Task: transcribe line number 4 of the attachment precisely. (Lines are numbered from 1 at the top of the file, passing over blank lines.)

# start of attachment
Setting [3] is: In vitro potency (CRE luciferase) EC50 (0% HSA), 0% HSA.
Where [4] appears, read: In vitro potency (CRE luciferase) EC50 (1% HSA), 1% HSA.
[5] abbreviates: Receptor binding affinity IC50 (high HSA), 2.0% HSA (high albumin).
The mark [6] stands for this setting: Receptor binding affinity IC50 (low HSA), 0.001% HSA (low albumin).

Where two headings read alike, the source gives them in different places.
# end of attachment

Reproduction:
The mark [6] stands for this setting: Receptor binding affinity IC50 (low HSA), 0.001% HSA (low albumin).